Plus, Baby Yoda (I’m not ready to call him Grogu yet). ‘Nuff said.
COBRA KAI (Netflix)
(Christina) If you’ve been reading my articles, you know how I feel about reboots and remakes. However, this is an exception. Cobra Kai just does not rely on nostalgia to trick viewers into thinking it is good, it is a genuine continuation of the lives of the Karate Kid and his still rival Daniel-san. It pokes fun of the original movies in ways, but stays true to them in others. I cannot wait for season 3!
(Lee) If slow-burn crime and police procedural thrillers are your speed and you’re new to the allure of Korean film and television, just know Netflix is all about that life.
Their content library is fresh with shows and films, one including Studio Dragon’s 2017 series, Stranger. Cho Seung-woo and Bae Doo-na star in the respective roles of Prosecutor Hwang Si-mok and Lieutenant Han Yeo-jin as they find themselves routinely partnered in their endeavors to uncover corruption in both law enforcement and in the courts.
The series also focuses on how their friendship grows despite Hwang having part of his insular cortex removed as a child due to his hypersensitivity to sound, with Hwang’s personality coming off as ineffectual and often robotic.
The drama is highly interwoven and complex at times but the characters and their relationships toward one another, coupled with the climatic endings for each episode as the plot unfolds just a little more each time make Stranger a purely entertaining series.
(Lee) In the wake of such series as Into The Badlands, the launch of the aforementioned Cobra Kai and the in-and-out premiere of the CW’s Warigami, it felt refreshing to see Shannon Lee’s creation continuing onward with Cinemax’s hit series, Warrior, since debuting season one last Spring.
Set in the late 1890s, tensions mount amid the gangs of San Francisco in a rivalry born from racism between the Irish and the Chinese, and the interwoven gangland politics of Chinatown. Enveloped in the course of events is Ah Sahm, a gifted pugilist fluent in both Cantonese and English, as he manages to wedge his place in with the Hop Wei Tong and tread the terrain accordingly while struggling to reconnect with long lost sister, Mai Ling (Dianne Doan), and ultimately coping with the fact that things may never be the same again.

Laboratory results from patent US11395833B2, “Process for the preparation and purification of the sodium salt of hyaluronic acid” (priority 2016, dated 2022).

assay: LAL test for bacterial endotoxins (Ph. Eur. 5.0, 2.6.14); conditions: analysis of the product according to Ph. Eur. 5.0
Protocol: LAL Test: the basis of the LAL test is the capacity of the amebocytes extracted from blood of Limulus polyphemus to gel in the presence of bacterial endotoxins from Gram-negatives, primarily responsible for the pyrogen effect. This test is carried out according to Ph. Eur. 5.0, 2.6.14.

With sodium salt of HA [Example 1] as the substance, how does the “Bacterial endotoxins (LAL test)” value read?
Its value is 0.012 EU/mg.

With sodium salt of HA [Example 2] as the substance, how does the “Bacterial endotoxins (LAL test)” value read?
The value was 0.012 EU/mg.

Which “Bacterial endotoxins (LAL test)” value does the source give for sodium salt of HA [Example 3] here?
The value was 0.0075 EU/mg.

The show’s sudden cancellation earlier this year left a bitter taste that still lingers in the wake of its recent series finale. Nonetheless, the show delivers in all areas of martial art action and drama, from its edginess and intensity throughout, weaving the worlds of both languages together in a way that coheres sensibly for all engaged audiences.
Both seasons are now available to stream and purchase on Amazon and Google Play, and will very likely hit HBO Max in the new year.
HAIL TO THE DEADITES
(Christina) This past year, Lee and I viewed a couple different documentaries and films from festivals, but I’d have to say that Hail to the Deadites was my favorite. I absolutely love the Evil Dead movies and show and adore Bruce Campbell. The film is a love letter to fans and a must-see. It also made me realize that my Evil Dead collection is lacking (I only own the films) so I am now knitting myself a tiny Ash.
(Lee) Between Fantasia and NYAFF’s own programming along with covering a few horror festivals to boot, providing an in-depth outline of my favorite picks feels a bit arduous. With that, I’m gonna throw some titles out which I recommend, starting with Juzo Itami’s Tampopo, a beloved classic which I got to screen for this year’s Winter Showcase at NYAFF, in addition to the main NYAFF premieres of Areel Abu Bakar’s Malaysia and Brunei-shot action thriller, Geran, and Johnnie To’s bustling Hong Kong action romance drama, Chasing Dream, as well as the Japan Cuts premiere of the whimiscally fun, deadpan animated musical comedy, Kenji Iwaisawa’s On-Gaku: Our Sound, which is currently out in the U.S. from GKids.
Fantasia saw some terrific outings as well, like Justin McConnell’s Clapboard Jungle, a documentary chronicling four years of his efforts treading the teething terrain of the global film market in pursuit of getting his films funded and produced, a delightful introduction to me with Yoshimasa Ishibashi’s only feature-length directorial project to date, Milocrorze – A Love Story, and Bao Tran’s near decade-long labor of kung fu cinema love, The Paper Tigers, which endured a hearty online festival run this year ahead of a U.S. release in 2021 from Well Go USA.